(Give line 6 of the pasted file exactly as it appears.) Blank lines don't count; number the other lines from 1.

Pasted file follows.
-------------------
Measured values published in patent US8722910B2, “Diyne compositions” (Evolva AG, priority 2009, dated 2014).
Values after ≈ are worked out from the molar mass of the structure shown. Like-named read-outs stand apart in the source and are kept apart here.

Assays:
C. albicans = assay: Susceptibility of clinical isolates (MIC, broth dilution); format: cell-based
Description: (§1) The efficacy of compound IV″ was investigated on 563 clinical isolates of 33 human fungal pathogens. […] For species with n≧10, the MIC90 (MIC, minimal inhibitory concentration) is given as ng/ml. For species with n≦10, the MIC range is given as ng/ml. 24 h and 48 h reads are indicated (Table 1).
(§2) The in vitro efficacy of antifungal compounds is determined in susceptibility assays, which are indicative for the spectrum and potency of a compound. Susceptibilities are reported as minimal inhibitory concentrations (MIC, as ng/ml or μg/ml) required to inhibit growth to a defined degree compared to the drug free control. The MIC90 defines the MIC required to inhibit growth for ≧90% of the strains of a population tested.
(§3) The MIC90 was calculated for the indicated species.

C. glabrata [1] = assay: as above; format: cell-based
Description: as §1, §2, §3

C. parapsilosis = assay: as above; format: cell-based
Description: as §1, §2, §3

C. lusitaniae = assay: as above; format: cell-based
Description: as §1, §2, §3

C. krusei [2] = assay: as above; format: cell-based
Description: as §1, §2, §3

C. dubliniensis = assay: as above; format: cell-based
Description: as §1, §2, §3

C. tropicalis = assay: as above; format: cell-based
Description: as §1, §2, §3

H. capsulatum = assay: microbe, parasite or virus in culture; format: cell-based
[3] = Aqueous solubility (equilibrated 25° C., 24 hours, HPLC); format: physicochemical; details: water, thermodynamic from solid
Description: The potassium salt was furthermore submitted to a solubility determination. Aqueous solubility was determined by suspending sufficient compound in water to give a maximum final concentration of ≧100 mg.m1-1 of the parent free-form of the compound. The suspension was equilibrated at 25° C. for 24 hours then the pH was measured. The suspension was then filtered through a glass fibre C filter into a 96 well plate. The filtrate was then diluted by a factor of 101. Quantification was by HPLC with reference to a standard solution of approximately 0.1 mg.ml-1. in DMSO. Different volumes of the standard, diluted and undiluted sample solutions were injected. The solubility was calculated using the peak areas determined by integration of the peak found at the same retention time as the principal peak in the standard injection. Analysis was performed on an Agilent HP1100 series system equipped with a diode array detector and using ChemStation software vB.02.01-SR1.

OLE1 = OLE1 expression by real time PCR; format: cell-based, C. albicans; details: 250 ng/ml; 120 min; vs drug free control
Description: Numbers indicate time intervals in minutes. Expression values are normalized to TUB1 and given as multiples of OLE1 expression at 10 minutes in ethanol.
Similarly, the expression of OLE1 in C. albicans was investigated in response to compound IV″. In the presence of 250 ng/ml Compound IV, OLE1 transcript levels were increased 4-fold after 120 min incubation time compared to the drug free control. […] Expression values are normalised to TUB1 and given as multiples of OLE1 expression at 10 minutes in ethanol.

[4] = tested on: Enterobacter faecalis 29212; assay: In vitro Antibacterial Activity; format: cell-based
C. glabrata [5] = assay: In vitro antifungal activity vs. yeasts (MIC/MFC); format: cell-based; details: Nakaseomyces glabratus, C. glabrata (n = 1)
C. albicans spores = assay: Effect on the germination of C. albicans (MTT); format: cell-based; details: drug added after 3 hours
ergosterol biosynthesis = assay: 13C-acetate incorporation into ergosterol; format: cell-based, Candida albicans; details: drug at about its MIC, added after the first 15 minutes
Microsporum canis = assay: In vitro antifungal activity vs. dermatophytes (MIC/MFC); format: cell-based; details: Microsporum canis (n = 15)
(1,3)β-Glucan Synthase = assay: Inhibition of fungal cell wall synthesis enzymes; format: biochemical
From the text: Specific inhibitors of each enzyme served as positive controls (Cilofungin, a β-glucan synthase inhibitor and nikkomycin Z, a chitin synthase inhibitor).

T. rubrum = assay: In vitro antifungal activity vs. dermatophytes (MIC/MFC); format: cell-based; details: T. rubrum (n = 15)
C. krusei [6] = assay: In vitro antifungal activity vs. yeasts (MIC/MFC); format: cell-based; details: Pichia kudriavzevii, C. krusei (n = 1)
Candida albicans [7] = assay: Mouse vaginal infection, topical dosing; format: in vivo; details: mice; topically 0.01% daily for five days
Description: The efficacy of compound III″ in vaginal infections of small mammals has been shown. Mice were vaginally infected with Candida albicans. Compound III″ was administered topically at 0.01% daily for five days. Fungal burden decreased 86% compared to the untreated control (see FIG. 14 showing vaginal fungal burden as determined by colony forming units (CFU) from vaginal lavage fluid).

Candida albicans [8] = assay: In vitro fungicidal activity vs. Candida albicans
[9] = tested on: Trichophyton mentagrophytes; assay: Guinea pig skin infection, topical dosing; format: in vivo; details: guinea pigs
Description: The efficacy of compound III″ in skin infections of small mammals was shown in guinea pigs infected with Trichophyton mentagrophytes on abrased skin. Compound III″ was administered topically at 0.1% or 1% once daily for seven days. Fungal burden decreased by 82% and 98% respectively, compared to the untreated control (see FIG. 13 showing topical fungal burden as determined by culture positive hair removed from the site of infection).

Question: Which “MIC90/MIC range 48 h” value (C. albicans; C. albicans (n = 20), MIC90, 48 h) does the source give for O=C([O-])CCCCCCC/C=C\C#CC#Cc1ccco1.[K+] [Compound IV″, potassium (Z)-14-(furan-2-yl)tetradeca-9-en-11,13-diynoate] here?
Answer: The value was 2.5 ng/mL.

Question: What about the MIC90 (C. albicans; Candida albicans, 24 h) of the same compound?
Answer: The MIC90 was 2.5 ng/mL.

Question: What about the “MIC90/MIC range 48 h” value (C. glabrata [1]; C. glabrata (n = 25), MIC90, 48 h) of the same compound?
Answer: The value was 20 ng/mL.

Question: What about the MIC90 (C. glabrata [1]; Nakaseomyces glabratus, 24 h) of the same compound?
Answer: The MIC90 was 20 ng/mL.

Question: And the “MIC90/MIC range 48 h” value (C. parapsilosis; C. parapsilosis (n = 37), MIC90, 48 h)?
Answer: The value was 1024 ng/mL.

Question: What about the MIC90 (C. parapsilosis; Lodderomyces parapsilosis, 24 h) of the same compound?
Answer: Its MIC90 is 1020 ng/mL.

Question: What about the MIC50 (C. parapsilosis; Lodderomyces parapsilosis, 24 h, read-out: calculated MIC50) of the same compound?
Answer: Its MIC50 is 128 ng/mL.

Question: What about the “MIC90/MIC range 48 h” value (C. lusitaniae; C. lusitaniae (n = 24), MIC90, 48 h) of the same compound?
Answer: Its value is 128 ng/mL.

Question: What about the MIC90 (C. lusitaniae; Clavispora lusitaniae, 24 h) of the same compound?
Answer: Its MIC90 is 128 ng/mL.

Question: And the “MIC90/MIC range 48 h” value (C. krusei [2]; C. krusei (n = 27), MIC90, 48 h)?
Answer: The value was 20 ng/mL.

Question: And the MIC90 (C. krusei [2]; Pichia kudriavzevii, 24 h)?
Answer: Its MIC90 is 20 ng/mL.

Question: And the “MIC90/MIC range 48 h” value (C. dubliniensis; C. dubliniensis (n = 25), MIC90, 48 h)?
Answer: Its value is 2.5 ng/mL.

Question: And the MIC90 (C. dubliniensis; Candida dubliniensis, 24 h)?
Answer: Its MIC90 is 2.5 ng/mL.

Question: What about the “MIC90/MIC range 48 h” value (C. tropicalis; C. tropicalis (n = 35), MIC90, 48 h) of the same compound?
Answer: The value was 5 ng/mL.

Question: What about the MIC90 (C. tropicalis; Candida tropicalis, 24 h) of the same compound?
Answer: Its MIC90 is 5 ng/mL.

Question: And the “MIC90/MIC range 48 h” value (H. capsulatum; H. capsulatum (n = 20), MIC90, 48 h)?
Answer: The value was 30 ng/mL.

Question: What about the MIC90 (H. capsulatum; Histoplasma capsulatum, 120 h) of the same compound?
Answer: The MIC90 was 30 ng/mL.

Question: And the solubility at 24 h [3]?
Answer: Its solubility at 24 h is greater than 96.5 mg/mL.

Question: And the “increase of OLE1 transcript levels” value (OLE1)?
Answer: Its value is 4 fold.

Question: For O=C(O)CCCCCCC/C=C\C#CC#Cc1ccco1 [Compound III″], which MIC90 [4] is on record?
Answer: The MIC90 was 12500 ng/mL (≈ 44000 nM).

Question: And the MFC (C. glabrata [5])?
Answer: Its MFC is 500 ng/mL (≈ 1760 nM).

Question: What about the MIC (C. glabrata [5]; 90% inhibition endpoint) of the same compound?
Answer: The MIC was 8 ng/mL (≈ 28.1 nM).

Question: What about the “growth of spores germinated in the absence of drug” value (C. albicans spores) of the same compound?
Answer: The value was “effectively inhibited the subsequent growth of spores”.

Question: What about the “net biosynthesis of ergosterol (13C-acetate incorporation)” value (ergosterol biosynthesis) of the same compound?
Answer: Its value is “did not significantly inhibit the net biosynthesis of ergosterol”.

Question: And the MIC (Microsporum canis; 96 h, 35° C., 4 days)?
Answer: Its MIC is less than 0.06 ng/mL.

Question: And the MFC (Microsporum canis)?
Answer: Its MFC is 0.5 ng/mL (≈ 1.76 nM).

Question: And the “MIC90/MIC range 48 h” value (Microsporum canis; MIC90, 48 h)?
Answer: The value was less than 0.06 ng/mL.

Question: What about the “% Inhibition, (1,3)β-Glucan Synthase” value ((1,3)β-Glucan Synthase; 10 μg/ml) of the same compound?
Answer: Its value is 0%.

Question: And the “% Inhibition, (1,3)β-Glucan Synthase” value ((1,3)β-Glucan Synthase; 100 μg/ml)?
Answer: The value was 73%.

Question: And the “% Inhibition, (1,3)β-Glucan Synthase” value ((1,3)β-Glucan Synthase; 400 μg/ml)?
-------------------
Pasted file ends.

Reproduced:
(§2) The in vitro efficacy of antifungal compounds is determined in susceptibility assays, which are indicative for the spectrum and potency of a compound. Susceptibilities are reported as minimal inhibitory concentrations (MIC, as ng/ml or μg/ml) required to inhibit growth to a defined degree compared to the drug free control. The MIC90 defines the MIC required to inhibit growth for ≧90% of the strains of a population tested.